“If I’m dealing with neck pain that is just intermittent, that’s just starting, it gets treated one way. If it’s severe or incapacitating, it gets treated another,” he says. Neck pain that is only slightly incapacitating, but that raises no red flags for serious pathology or nerve injury and is confined solely to the neck, can often be successfully treated in the short term. But, Dr. Haldeman warns, there are no guarantees, and some sufferers never obtain complete relief.
Dr. Haldeman cites three common mistakes practitioners often make: not screening properly, ordering too many tests and then interpreting them incorrectly, and prolonging treatments that aren’t working.
“It a patient doesn’t respond within two to four weeks, then the current treatment that is being offered isn’t working and shouldn’t be continued,” he says.
Dr. Fernandez says once a doctor has identified the cause of the problem, and knows that it is a condition that can be managed by a DC—not a disease or a broken bone—that is causing the pain, the first objective is pain relief, reduction of swelling if there is any and reduction of spasms the patient may be experiencing.
“Knock out the pain, knock out the swelling, knock out the spasm. Then the patient is ready to go into any kind of corrective or rehabilitative care,” he says.
Dr. Fernandez likes to prescribe exercises to patients with simple stiff necks and torticollis to relieve spastic muscles. He suggests the patient turn his or her head as far as possible to the nonpainful side, then place a finger on the jaw and help turn it another half-inch. Then slowly bring the chin around to the painful side. Do this about three times, each time slowly increasing the range of motion to the painful side.
“Then you let an hour go by and you do it again,” he says.
Finally, he prescribes manganese phytate to relax the tissues, Vitamin E to increase circulation and bromelain to reduce inflammation, each taken four times a day.
“Then I put them in a soft cervical collar, and the patient will sigh a large sigh of relief,” he says. “I tell them to call me in three days and tell me if they have any pain. If they do, they come back and proceed to a more extensive treatment. But 99 percent don’t need to.”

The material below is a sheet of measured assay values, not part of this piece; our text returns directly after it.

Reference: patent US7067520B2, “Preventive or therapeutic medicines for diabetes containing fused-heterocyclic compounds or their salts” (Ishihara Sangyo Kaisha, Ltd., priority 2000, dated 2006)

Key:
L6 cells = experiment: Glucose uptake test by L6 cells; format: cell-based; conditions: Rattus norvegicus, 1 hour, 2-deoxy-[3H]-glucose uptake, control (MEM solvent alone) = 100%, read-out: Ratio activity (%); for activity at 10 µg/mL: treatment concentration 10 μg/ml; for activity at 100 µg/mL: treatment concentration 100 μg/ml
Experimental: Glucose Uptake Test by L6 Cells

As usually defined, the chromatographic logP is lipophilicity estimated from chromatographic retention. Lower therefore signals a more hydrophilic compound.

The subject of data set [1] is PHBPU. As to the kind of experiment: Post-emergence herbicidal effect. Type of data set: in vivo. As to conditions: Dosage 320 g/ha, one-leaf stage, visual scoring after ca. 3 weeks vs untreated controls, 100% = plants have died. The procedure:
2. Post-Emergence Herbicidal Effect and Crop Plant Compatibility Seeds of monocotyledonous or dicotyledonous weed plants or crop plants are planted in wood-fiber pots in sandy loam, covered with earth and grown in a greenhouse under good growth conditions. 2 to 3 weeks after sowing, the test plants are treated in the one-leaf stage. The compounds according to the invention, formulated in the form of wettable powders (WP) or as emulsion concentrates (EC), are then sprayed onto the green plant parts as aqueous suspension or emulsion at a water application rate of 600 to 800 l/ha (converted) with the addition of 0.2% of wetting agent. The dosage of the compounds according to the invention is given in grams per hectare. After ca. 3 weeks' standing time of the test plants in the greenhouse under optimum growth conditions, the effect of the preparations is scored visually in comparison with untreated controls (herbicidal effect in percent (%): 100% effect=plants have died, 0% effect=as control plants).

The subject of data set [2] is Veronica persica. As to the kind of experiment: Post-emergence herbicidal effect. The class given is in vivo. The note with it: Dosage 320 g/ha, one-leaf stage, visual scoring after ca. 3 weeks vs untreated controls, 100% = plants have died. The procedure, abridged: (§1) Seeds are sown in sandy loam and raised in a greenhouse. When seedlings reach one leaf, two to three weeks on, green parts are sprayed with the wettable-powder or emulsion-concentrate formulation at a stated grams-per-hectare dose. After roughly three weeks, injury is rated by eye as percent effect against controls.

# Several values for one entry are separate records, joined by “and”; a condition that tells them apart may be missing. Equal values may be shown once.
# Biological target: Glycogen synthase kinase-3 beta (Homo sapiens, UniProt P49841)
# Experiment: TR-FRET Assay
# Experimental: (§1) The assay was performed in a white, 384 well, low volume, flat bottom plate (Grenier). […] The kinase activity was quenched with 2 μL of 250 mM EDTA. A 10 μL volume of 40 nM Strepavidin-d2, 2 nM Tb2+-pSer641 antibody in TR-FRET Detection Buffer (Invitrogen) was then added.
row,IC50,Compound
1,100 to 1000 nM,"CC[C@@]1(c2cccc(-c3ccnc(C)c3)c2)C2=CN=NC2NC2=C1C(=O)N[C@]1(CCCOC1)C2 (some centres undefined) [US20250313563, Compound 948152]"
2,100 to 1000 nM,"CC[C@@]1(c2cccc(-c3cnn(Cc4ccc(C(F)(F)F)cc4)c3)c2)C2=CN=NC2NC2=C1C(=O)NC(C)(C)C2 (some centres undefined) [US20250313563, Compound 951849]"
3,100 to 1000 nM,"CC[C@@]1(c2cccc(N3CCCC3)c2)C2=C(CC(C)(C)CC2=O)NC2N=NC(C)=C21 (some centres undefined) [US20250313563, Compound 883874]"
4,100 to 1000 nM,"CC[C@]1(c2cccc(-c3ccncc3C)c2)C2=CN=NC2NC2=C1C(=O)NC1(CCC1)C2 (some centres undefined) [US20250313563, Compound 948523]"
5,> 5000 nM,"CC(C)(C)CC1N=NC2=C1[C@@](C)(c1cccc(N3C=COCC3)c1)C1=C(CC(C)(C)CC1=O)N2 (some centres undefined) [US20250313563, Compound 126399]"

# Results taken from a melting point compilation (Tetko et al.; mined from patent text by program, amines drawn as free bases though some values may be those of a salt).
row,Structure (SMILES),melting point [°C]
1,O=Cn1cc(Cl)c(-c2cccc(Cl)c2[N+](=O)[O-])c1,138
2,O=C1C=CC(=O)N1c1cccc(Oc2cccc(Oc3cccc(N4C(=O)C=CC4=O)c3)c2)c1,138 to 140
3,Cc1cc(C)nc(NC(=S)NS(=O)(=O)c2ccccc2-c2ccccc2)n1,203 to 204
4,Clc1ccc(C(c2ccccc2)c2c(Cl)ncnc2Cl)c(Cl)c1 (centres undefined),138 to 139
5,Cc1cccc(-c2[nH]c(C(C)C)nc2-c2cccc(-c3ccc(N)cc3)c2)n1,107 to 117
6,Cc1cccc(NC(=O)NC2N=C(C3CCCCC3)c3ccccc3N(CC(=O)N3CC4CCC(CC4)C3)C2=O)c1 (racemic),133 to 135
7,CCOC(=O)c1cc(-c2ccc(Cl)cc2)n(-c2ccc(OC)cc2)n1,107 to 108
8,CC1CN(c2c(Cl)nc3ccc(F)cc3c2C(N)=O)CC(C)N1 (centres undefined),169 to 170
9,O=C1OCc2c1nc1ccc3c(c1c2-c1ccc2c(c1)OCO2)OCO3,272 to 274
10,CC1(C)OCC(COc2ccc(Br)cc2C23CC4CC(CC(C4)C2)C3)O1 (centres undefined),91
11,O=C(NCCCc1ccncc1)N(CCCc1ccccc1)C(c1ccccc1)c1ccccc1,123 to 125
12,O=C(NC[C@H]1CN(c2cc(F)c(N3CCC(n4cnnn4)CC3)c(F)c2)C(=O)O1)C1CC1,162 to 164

Almost as important as treating the patient’s pain is simultaneously lowering the patient’s expectations, Dr. Fernandez says. “They expect to get well immediately,” he says. “While a chiropractor is extremely well trained, the body has to have a chance to heal, and a doctor has to have a chance to correct the problem. Every now and then a doctor gets lucky and treats a patient once or twice and it’s all gone. But that’s not the norm.”
The most efficient neck therapy is preventive, doctors say. By talking to patients about risk factors, and activities that can increase or decrease neck-pain symptoms, doctors can help many patients avoid neck problems before they ever develop.
“Most of us simply don’t spend enough time talking to patients about risk factors,” Dr. Haldeman says.
Dr. Fernandez advises offering regular neck-pain prevention and relief classes to patients. “If a patient comes in with pain, and I fix their neck, then they go home and sleep on their stomach for eight hours, they’ll wring their neck back out of place. They need to know what kind of pillow to sleep on, what kind of mattress to buy. They need to know what they should and shouldn’t do, like using rearview mirrors instead of turning their head around and looking at traffic behind them. They need to think about how they can change their activities of daily living to take better care of themselves.”